Manufacturer Durable Nylon Outdoor RFID nfc cable tie tag for plants tracking
RFID Cable Tie Tag is made from nylon or PVC,optional in different colors like yellow / red / white and blue. It can be used in water and harsh outdoor environments. It is particularly designed for plants,flowers and cable tracking. With the band inserted,the tracking material can be fixed very reliable with straps.
The RFID Cable Tie Tag is installed with a cable tie. It can be used in various applications. such as inventory systems,cable management systems etc. The key advantage is: it is a water/dust proof tag and the tag can be strapped to the object you want to track or identify in very harsh environments.
Waterproof, Anti Collision, Corrosion, Durability features;
Flip latch location, Cable tie tape insert will not exit, Excellent locking effect;
Chip in the label binding external position, Not affected by the strapped object, Stable reading;
|Material||ABS Tag+ Nylon Tie|
|Color||Red, Yellow, Black, White, Green, Blue or customized|
|Data Retention||10 years|
|RFID Chip option|| |
|Operating Temperature||20 to 70℃|
|Storage Temperature:||-20 to 80℃|
|Write Endurance||100,000 cycles|
|Read range||HF: 15mm ~ 50mm; UHF: 20cm with handhold reader,80 ~ 100cm,separateed antenna|
|Applications:||warehouse management, pallet, in-land transportation, cash bags, postal bags and case tagging.|
1. What is RFID
Radio frequency identification, or RFID, is a generic term for technologies that use radio waves to automatically identify people or objects. There are several methods of identification, but the most common is to store a serial number that identifies a person or object, and perhaps other information, on a microchip that is attached to an antenna (the chip and the antenna together are called an RFID transponder or an RFID tag). The antenna enables the chip to transmit the identification information to a reader. The reader converts the radio waves reflected back from the RFID tag into digital information that can then be passed on to computers that can make use of it.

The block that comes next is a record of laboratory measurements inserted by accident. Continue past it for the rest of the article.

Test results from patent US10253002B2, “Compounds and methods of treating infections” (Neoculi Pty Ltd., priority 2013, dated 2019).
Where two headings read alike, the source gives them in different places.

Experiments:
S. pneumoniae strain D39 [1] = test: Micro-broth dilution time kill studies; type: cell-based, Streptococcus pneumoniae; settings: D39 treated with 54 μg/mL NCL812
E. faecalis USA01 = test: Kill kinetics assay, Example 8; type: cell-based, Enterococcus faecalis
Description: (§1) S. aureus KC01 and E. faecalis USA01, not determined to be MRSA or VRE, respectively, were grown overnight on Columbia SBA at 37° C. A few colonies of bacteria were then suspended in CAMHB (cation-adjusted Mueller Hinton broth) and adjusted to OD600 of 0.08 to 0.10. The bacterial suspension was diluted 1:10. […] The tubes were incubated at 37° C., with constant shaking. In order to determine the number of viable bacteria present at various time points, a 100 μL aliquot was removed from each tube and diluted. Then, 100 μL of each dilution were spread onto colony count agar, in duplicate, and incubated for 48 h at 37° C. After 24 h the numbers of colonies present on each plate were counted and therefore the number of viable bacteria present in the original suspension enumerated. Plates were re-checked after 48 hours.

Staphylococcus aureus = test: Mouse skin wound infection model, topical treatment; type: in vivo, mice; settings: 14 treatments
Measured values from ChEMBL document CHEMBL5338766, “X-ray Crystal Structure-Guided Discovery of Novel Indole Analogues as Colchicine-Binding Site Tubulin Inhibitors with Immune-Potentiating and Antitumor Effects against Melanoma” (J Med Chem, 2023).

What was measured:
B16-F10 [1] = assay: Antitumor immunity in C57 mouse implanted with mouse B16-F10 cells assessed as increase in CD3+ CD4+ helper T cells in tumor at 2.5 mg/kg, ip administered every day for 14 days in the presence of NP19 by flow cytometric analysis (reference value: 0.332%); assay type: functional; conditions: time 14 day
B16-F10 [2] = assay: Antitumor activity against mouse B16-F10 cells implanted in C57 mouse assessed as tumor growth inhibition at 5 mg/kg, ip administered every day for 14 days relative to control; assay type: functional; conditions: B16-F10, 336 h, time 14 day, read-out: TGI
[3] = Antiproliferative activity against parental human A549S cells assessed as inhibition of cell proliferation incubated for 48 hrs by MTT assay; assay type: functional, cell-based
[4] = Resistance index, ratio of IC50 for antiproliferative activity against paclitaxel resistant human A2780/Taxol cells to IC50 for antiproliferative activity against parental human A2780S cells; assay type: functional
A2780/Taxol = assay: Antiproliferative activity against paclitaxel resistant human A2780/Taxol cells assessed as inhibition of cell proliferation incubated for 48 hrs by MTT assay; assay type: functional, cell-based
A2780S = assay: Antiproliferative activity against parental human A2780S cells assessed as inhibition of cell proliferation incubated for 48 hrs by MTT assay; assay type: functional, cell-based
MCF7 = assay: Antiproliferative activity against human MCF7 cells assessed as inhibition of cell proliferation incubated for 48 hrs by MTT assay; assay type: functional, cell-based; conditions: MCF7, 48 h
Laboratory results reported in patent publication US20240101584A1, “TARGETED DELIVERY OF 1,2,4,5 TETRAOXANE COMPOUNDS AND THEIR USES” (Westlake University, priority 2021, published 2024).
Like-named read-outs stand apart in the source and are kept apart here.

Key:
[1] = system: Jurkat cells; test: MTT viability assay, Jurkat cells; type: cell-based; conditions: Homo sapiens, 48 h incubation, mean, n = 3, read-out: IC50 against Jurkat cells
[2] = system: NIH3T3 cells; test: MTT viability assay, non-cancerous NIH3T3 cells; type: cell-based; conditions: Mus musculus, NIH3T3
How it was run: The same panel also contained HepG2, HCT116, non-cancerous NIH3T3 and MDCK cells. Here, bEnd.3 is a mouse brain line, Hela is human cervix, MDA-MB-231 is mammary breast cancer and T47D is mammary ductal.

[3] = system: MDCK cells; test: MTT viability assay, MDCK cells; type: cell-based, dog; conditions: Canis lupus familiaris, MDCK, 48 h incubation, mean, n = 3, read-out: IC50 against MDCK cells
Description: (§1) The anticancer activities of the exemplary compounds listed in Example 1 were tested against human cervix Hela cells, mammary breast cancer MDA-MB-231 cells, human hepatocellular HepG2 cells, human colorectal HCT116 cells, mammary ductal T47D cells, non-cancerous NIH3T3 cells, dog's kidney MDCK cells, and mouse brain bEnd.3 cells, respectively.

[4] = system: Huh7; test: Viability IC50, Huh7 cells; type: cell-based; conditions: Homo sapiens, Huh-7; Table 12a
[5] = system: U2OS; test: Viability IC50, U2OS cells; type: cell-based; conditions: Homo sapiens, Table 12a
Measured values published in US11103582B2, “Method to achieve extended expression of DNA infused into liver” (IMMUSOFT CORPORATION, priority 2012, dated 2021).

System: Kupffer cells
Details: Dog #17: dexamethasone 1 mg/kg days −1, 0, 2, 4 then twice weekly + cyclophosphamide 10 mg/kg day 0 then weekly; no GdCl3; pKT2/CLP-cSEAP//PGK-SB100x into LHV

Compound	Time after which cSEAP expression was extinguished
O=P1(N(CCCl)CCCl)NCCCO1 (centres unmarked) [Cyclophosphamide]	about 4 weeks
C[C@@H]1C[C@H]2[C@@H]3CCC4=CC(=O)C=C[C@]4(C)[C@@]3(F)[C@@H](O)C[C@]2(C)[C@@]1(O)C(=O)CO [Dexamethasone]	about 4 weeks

2. How does an RFID system work?
An RFID system consists of a tag, which is made up of a microchip with an antenna, and an interrogator or reader with an antenna. The reader sends out electromagnetic waves. The tag antenna is tuned to receive these waves. A passive RFID tag draws power from field created by the reader and uses it to power the microchip’s circuits. The chip then modulates the waves that the tag sends back to the reader and the reader converts the new waves into digital data
3.Why is RFID better than using bar codes?
RFID is not necessarily "better" than bar codes. The two are different technologies and have different applications, which sometimes overlap. The big difference between the two is bar codes are line-of-sight technology. That is, a scanner has to "see" the bar code to read it, which means people usually have to orient the bar code towards a scanner for it to be read. Radio frequency identification, by contrast, doesn’t require line of sight. RFID tags can be read as long as they are within range of a reader. Bar codes have other shortcomings as well. If a label is ripped, soiled or falls off, there is no way to scan the item. And standard bar codes identify only the manufacturer and product, not the unique item. The bar code on one milk carton is the same as every other, making it impossible to identify which one might pass its expiration date first.
4.What is the difference between low-, high-, and ultra-high frequencies?
Just as your radio tunes in to different frequency to hear different channels, RFID tags and readers have to be tuned to the same frequency to communicate. RFID systems use many different frequencies, but generally the most common are low- (around 125 KHz), high- (13.56 MHz) and ultra-high frequency, or UHF (850-900 MHz). Microwave (2.45 GHz) is also used in some applications. Radio waves behave differently at different frequency, so you have to choose the right frequency for the right application.
5.How do I know which frequency is right for my application?
Different frequencies have different characteristics that make them more useful for different applications. For instance, low-frequency tags are cheaper than ultra high frequency (UHF) tags, use less power and are better able to penetrate non-metallic substances. They are ideal for scanning objects with high-water content, such as fruit, at close range. UHF frequencies typically offer better range and can transfer data faster. But they use more power and are less likely to pass through materials. And because they tend to be more "directed," they require a clear path between the tag and reader. UHF tags might be better for scanning boxes of goods as they pass through a bay door into a warehouse. It is probably best to work with a consultant, integrator or vendor that can help you choose the right frequency for your application.